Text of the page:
I have two experiences which involve someone's perspective of me and how I took the words from my perspective. From your perspective you might feel they were completely deserved and I overeacted and that is your perspective and that's okay.

"You're too mousey. Fix it."

One of my managers said this to me a couple years ago. It hurt. Badly. It hit all the corners I knew were holding me back, all the corners which had always left me in shadows, forgotten, even by individuals I called friends. I know I am an Introvert (yeah, blog title a giveaway much?), I know I have a tendancy to be shy and it takes time before I'm comfortable with a person, especially when I am aware they are sonic-scanning my every move for some fault. Like not giving good eye-contact, apparently I visibly shake, rambling, mumbling and speaking in a breathy voice. I've been shot down all the time because of those first impressions that failed, even though I know, give me time to get comfortable, get me focused on something, so I forget I'm being stared at (like with piano performances or Irish dancing), and I'll be a fantastic at whatever you want me to be. Sadly, the business world doesn't have the time or patience to allow that and I live in fear because of that knowledge, when logically I know, they are just as human too.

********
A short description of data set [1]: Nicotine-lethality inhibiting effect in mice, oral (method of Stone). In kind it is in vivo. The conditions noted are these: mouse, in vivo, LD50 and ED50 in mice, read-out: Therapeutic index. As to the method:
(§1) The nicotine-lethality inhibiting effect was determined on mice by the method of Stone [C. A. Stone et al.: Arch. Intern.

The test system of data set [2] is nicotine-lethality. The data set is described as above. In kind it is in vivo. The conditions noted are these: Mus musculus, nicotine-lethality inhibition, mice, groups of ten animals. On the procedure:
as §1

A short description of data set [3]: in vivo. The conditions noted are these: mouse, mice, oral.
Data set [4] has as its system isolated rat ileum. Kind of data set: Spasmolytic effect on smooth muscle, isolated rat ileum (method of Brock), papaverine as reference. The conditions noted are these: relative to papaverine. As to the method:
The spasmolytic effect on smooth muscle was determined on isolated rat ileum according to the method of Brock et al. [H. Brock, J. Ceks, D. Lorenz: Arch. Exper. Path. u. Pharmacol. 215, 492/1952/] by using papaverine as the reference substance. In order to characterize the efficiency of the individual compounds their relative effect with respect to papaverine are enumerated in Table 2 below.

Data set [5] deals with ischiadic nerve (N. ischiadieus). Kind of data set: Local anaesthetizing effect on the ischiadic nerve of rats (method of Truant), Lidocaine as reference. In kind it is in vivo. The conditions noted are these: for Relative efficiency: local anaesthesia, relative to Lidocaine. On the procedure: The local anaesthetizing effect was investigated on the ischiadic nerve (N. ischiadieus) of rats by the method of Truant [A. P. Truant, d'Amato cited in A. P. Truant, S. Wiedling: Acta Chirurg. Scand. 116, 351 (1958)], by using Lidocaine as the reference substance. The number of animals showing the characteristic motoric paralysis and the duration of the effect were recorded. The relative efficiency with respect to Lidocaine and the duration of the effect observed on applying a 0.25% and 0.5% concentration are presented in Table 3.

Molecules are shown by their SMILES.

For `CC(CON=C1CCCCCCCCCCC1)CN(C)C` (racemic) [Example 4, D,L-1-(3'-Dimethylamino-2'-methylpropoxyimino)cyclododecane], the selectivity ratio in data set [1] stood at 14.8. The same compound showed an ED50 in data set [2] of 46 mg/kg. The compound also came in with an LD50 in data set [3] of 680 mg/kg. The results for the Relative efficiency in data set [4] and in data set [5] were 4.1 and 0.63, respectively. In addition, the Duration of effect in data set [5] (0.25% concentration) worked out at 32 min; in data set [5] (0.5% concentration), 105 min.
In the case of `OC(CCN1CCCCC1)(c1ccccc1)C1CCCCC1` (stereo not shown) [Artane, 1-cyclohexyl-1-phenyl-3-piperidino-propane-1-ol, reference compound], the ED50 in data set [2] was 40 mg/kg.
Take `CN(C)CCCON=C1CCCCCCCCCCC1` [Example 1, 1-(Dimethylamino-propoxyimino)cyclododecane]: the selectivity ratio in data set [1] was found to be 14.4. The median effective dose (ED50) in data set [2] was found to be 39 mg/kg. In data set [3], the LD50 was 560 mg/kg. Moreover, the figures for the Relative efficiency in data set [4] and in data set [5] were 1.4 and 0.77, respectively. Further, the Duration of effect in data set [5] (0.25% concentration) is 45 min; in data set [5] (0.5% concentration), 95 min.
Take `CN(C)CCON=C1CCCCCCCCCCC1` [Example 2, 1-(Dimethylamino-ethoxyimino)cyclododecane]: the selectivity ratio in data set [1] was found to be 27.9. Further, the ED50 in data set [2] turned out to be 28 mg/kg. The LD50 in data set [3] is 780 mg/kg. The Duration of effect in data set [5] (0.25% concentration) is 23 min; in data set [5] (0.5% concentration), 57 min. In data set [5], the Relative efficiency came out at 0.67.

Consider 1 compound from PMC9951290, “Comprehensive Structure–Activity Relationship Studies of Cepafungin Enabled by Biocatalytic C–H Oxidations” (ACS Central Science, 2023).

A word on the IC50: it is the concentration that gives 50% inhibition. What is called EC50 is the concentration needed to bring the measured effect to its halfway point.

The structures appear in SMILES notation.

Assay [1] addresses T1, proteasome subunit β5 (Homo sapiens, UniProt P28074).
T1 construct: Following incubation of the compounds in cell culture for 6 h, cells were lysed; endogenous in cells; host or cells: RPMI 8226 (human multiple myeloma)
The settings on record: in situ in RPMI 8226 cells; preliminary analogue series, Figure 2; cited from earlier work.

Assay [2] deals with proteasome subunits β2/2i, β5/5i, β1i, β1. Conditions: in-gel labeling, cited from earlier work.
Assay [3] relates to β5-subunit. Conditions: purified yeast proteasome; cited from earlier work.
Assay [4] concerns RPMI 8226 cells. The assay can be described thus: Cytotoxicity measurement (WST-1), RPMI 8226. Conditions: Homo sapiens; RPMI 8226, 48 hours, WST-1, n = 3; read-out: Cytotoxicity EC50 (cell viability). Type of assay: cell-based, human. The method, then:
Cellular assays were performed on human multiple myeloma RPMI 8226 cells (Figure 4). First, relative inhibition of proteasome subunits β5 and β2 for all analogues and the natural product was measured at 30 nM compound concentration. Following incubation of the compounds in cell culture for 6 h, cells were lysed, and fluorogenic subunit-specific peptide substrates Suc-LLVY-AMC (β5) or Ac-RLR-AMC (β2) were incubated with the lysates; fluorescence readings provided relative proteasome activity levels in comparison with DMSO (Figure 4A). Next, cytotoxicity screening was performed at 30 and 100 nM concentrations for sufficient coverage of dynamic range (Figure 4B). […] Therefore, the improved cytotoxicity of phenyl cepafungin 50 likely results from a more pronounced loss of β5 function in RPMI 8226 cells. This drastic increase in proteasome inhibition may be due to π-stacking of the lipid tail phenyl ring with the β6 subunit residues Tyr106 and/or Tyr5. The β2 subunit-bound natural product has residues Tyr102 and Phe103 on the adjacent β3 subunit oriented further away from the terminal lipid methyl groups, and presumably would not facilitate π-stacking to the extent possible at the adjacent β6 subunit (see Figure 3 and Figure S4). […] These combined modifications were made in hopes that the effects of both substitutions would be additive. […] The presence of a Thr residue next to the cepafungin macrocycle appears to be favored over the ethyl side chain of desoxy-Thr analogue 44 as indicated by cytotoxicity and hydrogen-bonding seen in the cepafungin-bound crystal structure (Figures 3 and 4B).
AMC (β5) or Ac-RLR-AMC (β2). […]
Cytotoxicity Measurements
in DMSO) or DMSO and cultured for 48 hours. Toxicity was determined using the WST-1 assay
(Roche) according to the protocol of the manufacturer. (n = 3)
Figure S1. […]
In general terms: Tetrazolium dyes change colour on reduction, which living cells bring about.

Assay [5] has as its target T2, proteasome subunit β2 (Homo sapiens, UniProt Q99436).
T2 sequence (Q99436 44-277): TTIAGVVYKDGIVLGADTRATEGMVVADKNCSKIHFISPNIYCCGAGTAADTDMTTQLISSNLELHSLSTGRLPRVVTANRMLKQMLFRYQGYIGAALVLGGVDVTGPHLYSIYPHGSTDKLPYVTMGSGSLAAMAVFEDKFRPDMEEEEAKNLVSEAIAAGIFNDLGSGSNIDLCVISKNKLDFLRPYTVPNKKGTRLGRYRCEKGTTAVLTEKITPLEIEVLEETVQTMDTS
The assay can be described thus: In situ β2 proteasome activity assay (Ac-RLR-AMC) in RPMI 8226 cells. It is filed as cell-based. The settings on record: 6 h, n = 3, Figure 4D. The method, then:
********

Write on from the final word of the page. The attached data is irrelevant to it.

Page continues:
After all, I look back on that experience now and I realize, she said it probably to help me. She was a blunt individual and working in the Wal-mart PhotoCentre as your main job is going to do that to anyone after a while anyway. Businesses don't have time or energy to be quiet and kind. She also might have just been having a bad day and I was a week into being new and wasn't "perfect" enough with a few of the processes. It happens.